Chicago area copes with deep freeze

January 11, 2010 4:47:06 AM PST
A cold blast of temperatures hit the Chicago area Sunday. Some areas began the day with negative temperatures and even colder wind chills.Most residents and visitors bundled up in heavy hats, gloves, and coats Sunday but soon realized they may not prove worthy against the area's arctic temperatures.

"This has been extremely terrible, and most people can't deal with the cold weather here in Chicago," Michael Brownlow told ABC7 Chicago.

That's when Greg Sutor of Sutor Heating gets a telephone call. Since the latest cold snap, the 15-year veteran heating contractor says he has had all of his workers on 24-hour call to respond to homeowners whose furnaces cannot keep up with the cold.

"In this weather, we have the risk of pipes freezing, if the heat is not taken care of quickly. Regardless of the time, day, or night, we have to be there. The volume is up. There's no question," Sutor said.

While heating repairmen were busy everywhere over the weekend, so were area warming centers and homeless shelters in the city and the suburbs. One such place was a church in Palatine that planned to provide clean overnight sleeping accommodations and meals through a local shelter organization to those needing refuge from the weather.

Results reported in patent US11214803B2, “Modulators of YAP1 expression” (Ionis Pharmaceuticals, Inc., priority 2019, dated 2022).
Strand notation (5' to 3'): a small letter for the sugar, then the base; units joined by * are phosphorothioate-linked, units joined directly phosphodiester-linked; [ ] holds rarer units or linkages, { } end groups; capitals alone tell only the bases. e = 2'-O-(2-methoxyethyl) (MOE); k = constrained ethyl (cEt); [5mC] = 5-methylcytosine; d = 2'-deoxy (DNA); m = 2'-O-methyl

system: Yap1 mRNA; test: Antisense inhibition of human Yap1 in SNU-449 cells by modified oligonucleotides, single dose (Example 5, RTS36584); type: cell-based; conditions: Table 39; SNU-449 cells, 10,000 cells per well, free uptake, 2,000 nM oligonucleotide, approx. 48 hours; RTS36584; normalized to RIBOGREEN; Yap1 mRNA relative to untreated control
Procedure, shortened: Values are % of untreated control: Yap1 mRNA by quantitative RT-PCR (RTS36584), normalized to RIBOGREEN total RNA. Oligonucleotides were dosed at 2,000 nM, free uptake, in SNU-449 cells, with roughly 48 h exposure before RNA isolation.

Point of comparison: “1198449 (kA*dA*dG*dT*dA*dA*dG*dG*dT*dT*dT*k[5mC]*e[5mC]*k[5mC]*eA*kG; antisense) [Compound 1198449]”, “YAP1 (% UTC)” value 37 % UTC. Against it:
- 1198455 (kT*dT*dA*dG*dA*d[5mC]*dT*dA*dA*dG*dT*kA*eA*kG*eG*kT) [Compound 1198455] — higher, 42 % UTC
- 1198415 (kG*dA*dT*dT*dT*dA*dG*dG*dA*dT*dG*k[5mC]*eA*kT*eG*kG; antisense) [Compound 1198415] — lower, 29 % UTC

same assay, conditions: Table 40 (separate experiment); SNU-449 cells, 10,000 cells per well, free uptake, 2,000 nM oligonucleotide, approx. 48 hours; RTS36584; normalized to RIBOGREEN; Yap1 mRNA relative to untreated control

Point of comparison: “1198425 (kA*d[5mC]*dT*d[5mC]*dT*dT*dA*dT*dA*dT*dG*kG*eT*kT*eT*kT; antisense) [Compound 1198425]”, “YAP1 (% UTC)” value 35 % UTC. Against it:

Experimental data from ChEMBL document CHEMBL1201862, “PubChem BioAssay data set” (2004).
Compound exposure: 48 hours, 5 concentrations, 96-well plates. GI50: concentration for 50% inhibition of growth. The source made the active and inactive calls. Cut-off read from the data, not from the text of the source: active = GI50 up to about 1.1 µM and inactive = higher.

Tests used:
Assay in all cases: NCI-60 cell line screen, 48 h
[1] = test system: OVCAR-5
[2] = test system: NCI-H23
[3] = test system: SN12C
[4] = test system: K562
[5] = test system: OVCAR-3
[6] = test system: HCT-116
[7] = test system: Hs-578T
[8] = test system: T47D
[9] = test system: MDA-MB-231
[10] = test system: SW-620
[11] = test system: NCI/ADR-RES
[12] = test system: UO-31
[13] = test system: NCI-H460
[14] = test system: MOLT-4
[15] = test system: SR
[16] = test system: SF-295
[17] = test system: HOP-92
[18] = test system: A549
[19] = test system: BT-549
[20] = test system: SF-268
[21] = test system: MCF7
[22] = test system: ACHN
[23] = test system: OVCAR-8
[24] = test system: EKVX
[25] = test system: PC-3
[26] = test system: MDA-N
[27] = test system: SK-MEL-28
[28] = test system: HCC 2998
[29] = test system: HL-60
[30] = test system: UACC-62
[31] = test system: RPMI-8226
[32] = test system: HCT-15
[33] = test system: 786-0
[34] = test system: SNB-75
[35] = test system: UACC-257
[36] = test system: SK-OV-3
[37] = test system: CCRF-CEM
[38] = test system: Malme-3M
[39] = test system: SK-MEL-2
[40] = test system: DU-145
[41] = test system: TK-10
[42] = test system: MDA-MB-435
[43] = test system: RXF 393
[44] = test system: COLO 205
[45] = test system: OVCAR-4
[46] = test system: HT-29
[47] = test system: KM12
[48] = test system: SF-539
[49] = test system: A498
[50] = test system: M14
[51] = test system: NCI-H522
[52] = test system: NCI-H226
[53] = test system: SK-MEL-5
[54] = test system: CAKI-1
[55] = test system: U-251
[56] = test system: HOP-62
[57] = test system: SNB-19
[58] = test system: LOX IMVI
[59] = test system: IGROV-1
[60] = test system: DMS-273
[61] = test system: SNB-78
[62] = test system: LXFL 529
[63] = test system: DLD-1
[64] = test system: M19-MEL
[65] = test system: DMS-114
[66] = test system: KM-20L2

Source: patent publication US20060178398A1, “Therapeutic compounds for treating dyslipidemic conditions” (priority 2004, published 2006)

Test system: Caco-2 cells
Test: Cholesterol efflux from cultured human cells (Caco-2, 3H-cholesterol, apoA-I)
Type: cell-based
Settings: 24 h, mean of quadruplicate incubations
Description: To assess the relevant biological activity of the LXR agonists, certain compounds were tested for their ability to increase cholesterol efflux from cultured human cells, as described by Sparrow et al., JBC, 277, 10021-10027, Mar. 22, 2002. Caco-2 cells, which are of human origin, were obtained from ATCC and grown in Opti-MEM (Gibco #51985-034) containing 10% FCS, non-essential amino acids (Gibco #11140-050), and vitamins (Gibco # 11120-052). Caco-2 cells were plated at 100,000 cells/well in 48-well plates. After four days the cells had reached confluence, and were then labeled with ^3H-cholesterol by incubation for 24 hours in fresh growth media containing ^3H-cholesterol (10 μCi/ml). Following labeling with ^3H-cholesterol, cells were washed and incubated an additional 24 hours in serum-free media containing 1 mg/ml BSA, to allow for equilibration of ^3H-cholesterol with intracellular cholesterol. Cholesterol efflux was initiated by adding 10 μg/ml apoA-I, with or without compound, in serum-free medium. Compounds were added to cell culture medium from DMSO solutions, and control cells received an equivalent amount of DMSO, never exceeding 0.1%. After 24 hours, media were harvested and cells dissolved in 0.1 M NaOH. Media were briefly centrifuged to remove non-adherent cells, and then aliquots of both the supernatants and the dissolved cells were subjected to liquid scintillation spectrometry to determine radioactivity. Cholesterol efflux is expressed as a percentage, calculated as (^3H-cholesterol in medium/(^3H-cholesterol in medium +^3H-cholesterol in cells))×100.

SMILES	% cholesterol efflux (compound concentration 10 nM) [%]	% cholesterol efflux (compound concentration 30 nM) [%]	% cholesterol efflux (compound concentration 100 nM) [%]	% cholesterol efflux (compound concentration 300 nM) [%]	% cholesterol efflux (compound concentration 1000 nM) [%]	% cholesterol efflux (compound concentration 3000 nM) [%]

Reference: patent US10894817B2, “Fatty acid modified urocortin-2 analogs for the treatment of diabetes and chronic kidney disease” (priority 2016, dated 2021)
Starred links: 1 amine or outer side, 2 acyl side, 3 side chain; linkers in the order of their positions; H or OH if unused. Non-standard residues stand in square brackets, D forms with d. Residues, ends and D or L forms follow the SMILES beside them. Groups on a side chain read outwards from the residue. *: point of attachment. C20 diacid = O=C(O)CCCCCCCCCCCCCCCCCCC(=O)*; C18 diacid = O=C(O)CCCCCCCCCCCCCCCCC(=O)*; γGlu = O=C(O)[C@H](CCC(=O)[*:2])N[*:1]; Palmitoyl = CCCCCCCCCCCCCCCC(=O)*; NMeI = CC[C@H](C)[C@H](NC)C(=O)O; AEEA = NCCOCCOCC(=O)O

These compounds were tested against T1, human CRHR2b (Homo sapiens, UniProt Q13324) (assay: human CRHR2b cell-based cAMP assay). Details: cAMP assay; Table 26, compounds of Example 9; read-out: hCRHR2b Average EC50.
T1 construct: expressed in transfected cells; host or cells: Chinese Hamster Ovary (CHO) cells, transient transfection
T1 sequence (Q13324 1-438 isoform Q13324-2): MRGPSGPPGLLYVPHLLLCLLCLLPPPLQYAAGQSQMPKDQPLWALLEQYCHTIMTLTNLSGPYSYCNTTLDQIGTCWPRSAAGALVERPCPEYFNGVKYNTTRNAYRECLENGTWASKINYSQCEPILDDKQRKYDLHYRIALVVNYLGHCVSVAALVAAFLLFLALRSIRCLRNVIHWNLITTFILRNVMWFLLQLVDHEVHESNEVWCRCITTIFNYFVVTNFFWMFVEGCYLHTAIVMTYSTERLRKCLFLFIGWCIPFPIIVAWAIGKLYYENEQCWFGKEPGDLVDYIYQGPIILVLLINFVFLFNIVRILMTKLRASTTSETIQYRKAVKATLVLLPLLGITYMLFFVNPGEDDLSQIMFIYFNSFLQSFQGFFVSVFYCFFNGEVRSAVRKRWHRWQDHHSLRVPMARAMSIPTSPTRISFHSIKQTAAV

The effort is being made possible through the non-profit organization PADS, or Public Action to Deliver Shelter.

Police in that area say they also are ready to respond to calls about the cold.

"If we cannot find another location for the people to stay, we do have emergency vouchers we can give to the families to stay at a local motel, but most use the PADS sites out here in the northwest suburbs," Palatine Police Dept. Cmdr. Randy Walker said.

Because some people just wanted to forget about the sub-freezing temperatures some forecasters say have been around for at least a week, L.A. Tan in the city's West Loop was busy Sunday with Chicagoans hoping a quick tan will give them the mental escape they are looking for from our frozen tundra.

"It's just a little break because sometimes the winter feels so long. It was starting to get cold in November. So by January, I'm tired of it," Elyse Charles said.


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